by: Don “Cheese” Akerlow
The story of the tournament has to be Clyde Bowles. I’ve gotten to know Clyde over the years from deliveries, playing in tournaments and showing up at tournaments. Clyde is the perfect example of a gentleman with his down home, laid back, easy going demeanor. Don’t let that fool you when it comes to shooting pool. He’s not tall, dashing or have the flash of many of the players. He doesn’t draw the ball three cushions around the table to get position, he just makes ball with consistency. Make no mistake he can make shots that you and I may not. I think finishing second in Masters after being on the point says it all. I talked to Clyde after he had won the point and he was waiting for Glenn Atwell and Stan Tourangeau to battle it out, Clyde said that he had originally submitted to be in Seniors and he went to Masters.
It was good to see a lot of my old friends that I have made over the years as well as new one that I have reacquainted myself with. It is always gratifying to meet new players and hear their opinions about “The Break”. I think one of the most important parts of the tournament, and you may even call them the “heart and soul”, are the referees. They may not always make the call that you would like but they are trained and conduct themselves in a professional manner. Next time you see someone refing thank them for their time and dedication to a mostly thankless endeavor. See you again in November!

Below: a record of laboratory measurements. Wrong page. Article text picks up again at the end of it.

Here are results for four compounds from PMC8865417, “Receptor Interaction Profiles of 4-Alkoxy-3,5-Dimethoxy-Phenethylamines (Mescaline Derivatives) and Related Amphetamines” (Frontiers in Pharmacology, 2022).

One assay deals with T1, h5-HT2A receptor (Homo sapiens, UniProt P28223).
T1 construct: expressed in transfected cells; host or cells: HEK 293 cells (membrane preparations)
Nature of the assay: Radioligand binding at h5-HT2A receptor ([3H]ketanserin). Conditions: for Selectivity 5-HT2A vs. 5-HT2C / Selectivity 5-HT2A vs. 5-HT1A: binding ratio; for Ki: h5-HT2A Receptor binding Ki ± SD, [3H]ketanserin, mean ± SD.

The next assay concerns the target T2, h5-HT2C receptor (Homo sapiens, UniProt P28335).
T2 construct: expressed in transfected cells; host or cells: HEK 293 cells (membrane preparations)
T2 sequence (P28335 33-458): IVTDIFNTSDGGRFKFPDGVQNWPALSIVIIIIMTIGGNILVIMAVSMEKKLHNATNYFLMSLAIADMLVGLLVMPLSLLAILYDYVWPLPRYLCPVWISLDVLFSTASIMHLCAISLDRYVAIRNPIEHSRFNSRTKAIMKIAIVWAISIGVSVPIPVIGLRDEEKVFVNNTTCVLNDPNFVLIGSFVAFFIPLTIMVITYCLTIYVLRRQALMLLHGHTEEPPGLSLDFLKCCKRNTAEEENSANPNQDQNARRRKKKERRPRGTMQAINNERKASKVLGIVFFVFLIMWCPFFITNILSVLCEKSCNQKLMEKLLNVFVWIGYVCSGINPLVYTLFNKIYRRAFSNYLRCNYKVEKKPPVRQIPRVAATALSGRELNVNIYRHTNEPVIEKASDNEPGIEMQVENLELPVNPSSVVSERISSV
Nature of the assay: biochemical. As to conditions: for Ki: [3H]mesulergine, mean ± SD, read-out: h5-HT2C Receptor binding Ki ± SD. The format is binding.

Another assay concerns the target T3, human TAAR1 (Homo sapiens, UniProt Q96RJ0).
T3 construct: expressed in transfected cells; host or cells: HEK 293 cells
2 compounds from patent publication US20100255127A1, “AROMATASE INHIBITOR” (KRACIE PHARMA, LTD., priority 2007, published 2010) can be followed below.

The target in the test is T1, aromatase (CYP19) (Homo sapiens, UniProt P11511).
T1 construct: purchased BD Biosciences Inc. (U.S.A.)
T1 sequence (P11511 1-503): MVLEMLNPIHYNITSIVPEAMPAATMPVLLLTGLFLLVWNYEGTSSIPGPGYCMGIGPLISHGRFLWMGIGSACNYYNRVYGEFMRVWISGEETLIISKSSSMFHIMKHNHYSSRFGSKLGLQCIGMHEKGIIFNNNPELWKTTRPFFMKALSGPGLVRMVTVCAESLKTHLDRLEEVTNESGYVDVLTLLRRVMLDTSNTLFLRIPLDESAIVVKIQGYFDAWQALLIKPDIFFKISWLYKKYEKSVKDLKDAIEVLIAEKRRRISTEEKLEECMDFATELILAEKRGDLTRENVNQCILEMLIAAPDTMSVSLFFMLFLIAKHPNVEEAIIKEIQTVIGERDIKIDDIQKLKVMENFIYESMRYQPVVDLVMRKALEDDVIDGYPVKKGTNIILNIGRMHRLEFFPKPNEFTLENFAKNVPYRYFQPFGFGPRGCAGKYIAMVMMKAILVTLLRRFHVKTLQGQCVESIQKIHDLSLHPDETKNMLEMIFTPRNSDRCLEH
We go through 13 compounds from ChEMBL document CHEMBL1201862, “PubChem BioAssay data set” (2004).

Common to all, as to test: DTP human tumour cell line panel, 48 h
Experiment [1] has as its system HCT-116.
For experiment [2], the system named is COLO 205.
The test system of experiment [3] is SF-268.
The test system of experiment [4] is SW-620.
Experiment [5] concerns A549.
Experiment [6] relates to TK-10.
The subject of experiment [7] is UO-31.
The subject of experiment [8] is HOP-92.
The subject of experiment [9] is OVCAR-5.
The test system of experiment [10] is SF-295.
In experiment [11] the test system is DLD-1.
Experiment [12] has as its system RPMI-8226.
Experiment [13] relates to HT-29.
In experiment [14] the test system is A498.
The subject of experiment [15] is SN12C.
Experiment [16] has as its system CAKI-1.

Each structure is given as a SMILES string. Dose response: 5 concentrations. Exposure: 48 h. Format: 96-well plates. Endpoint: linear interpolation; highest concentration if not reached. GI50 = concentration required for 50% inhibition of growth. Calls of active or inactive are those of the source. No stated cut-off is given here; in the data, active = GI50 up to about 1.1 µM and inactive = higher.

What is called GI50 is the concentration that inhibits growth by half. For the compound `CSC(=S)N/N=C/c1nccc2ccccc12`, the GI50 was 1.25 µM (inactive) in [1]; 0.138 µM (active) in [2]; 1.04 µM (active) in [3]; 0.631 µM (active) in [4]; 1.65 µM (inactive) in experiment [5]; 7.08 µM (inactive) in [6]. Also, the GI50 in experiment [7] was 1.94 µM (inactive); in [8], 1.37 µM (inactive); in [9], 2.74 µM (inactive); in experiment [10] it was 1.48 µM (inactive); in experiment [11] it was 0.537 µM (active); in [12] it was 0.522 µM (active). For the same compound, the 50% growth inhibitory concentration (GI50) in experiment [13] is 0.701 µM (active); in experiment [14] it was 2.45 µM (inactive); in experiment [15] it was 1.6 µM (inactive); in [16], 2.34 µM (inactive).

Integrity in Pool
Dishonesty in Ranking League Operators & Division Reps
by: Jean Bartholomew, Adele Evans and Brenda Cannon
According to Webster’s dictionary, the word novice comes from novus meaning “new” and is defined as a beginner.
This letter is not about how to rank players, it is inspired by the few players who are placed (or place themselves) in a lower level tournament bracket than they should be. Let’s call it what it is—”sand bagging”. It has happened repeatedly with individuals and even some teams. What should be done? To be fair, I must take note that most of the League Operators involved in our Western BCA operations try to rate their players fairly and honestly. This letter is not meant for them. It is very difficult to monitor and rate pool players. Personally, I am not convinced there is decent system out there to help do it. There are too many variables such as the type of equipment played on, the caliber of the competition played against, etc.